Margaret Heffernen is upset. She writes in a BNET blog post, titled, “Don’t Waste Money on a PR Firm: 4 Smarter Ways to Get Press” that “every PR agency I’ve ever worked with proved to be disappointing.”
Heffernen’s complaints are nothing new. We hear them a lot from folks who paid an agency a $5,000 retainer – or more – and then received “no results.”
She continues: “Over the years, I’ve talked to many CEOs and Chief Marketing Officers and I’ve never found one that truly raved about their PR company.”
PR was extremely high quality traffic for us, and the optics for the brand were undeniably good. We trounced all of our online competitors, including Quicken — who sent us legal threats. [Founder and CEO Aaron] Patzer talked to every outlet from Entrepreneur to Essence.
Mint.com was acquired by Intuit for $170 million.
The problem with Heffernen’s post is that she uses her experiences to categorize an entire industry.
Also, her own bio states that she won a Silver SABRE award for public relations in 2001 from industry publication the Holmes Report. This begs the question: if you are so adept at public relations, why have you had so much trouble partnering with a firm and/or executing on PR?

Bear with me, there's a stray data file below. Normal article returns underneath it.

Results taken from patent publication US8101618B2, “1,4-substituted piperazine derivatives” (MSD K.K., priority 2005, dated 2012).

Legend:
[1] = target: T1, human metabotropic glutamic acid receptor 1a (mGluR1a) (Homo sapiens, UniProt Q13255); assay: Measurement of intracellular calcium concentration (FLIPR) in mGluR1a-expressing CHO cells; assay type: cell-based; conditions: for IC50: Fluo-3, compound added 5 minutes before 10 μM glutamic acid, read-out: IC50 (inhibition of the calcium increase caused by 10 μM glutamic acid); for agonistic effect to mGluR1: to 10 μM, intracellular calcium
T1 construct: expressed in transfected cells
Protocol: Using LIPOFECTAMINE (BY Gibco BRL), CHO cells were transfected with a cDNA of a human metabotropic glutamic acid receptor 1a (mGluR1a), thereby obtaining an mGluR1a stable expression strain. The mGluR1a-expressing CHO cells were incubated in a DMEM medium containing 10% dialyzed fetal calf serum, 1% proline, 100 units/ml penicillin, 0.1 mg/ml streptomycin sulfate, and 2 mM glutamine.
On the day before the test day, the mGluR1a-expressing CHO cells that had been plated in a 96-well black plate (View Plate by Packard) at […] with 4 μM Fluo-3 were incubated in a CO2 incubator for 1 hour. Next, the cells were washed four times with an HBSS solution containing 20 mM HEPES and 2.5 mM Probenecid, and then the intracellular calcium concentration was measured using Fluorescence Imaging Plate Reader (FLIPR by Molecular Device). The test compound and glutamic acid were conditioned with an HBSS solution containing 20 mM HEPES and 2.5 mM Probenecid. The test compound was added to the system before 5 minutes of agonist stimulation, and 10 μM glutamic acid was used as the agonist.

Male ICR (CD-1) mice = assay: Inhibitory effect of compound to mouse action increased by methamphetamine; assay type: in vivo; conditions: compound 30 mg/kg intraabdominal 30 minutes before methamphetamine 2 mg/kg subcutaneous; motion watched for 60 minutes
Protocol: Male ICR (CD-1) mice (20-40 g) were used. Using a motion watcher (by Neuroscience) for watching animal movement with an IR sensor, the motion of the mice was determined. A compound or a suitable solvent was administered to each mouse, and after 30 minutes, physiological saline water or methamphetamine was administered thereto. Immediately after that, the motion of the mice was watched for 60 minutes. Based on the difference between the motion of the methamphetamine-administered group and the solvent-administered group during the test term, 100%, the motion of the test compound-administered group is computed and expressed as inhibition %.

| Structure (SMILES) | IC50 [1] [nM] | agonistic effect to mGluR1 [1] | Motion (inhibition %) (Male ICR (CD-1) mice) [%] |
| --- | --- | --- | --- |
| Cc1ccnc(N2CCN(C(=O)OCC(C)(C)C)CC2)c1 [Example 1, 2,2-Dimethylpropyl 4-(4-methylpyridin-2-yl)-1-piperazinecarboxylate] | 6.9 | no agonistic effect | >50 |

Heffernen goes on to list four very general tips so people can get press on their own. For example, tip number three is, “Build awareness through social networks.”
In my agency days, I once represented a client in a subset of an industry that was getting beat up a bit in the press. The CEO was always asked by the media something along the lines of, “Why are there so many negative things being written about your kind of companies? People say you’re all hurting the industry.”
The CEO responded along the lines of, “Every customer we’ve worked with, we’ve helped grow their business. My question actually goes back to the companies that are making these claims: if companies like mine are truly hurting their business, why are they working with us?”
That answer usually worked pretty well. So, I would say the same to Heffernen. It takes two to tango, and just because you had a few bad experiences with a few firms, doesn’t mean an entire industry is at fault.